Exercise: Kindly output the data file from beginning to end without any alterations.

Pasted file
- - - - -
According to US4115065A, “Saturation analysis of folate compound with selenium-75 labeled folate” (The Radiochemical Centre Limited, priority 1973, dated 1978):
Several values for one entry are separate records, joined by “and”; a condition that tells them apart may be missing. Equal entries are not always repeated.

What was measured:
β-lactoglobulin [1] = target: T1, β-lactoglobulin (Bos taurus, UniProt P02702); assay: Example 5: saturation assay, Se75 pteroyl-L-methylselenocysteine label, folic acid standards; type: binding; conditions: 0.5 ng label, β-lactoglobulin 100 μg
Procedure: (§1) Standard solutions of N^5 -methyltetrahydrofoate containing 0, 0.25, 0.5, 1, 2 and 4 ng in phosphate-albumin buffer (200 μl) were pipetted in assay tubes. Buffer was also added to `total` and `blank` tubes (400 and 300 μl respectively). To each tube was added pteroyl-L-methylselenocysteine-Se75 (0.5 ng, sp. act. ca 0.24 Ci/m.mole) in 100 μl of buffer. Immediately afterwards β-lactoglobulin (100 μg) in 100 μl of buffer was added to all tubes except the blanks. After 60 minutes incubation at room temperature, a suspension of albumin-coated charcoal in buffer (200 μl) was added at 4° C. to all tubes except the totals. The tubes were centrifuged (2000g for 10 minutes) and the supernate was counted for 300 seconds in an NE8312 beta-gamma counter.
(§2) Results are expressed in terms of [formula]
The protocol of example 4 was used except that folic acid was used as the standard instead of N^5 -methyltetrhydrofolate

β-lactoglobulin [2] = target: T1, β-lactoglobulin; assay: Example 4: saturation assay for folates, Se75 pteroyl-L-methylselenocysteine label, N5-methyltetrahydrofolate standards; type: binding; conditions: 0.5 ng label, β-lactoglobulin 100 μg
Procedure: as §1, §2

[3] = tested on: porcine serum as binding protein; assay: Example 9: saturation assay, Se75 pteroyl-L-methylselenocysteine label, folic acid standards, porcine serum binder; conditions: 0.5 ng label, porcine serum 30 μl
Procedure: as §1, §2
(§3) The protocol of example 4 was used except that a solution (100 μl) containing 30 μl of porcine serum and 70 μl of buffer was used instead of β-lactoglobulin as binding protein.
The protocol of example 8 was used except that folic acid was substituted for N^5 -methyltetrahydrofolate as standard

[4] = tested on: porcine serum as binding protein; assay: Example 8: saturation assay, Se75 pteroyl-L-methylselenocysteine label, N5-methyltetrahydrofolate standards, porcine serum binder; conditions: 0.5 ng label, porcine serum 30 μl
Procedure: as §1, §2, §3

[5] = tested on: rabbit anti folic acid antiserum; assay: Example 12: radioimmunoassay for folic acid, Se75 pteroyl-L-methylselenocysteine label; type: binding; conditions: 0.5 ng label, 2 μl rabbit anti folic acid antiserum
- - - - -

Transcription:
According to US4115065A, “Saturation analysis of folate compound with selenium-75 labeled folate” (The Radiochemical Centre Limited, priority 1973, dated 1978):
Several values for one entry are separate records, joined by “and”; a condition that tells them apart may be missing. Equal entries are not always repeated.

What was measured:
β-lactoglobulin [1] = target: T1, β-lactoglobulin (Bos taurus, UniProt P02702); assay: Example 5: saturation assay, Se75 pteroyl-L-methylselenocysteine label, folic acid standards; type: binding; conditions: 0.5 ng label, β-lactoglobulin 100 μg
Procedure: (§1) Standard solutions of N^5 -methyltetrahydrofoate containing 0, 0.25, 0.5, 1, 2 and 4 ng in phosphate-albumin buffer (200 μl) were pipetted in assay tubes. Buffer was also added to `total` and `blank` tubes (400 and 300 μl respectively). To each tube was added pteroyl-L-methylselenocysteine-Se75 (0.5 ng, sp. act. ca 0.24 Ci/m.mole) in 100 μl of buffer. Immediately afterwards β-lactoglobulin (100 μg) in 100 μl of buffer was added to all tubes except the blanks. After 60 minutes incubation at room temperature, a suspension of albumin-coated charcoal in buffer (200 μl) was added at 4° C. to all tubes except the totals. The tubes were centrifuged (2000g for 10 minutes) and the supernate was counted for 300 seconds in an NE8312 beta-gamma counter.
(§2) Results are expressed in terms of [formula]
The protocol of example 4 was used except that folic acid was used as the standard instead of N^5 -methyltetrhydrofolate

β-lactoglobulin [2] = target: T1, β-lactoglobulin; assay: Example 4: saturation assay for folates, Se75 pteroyl-L-methylselenocysteine label, N5-methyltetrahydrofolate standards; type: binding; conditions: 0.5 ng label, β-lactoglobulin 100 μg
Procedure: as §1, §2

[3] = tested on: porcine serum as binding protein; assay: Example 9: saturation assay, Se75 pteroyl-L-methylselenocysteine label, folic acid standards, porcine serum binder; conditions: 0.5 ng label, porcine serum 30 μl
Procedure: as §1, §2
(§3) The protocol of example 4 was used except that a solution (100 μl) containing 30 μl of porcine serum and 70 μl of buffer was used instead of β-lactoglobulin as binding protein.
The protocol of example 8 was used except that folic acid was substituted for N^5 -methyltetrahydrofolate as standard

[4] = tested on: porcine serum as binding protein; assay: Example 8: saturation assay, Se75 pteroyl-L-methylselenocysteine label, N5-methyltetrahydrofolate standards, porcine serum binder; conditions: 0.5 ng label, porcine serum 30 μl
Procedure: as §1, §2, §3

[5] = tested on: rabbit anti folic acid antiserum; assay: Example 12: radioimmunoassay for folic acid, Se75 pteroyl-L-methylselenocysteine label; type: binding; conditions: 0.5 ng label, 2 μl rabbit anti folic acid antiserum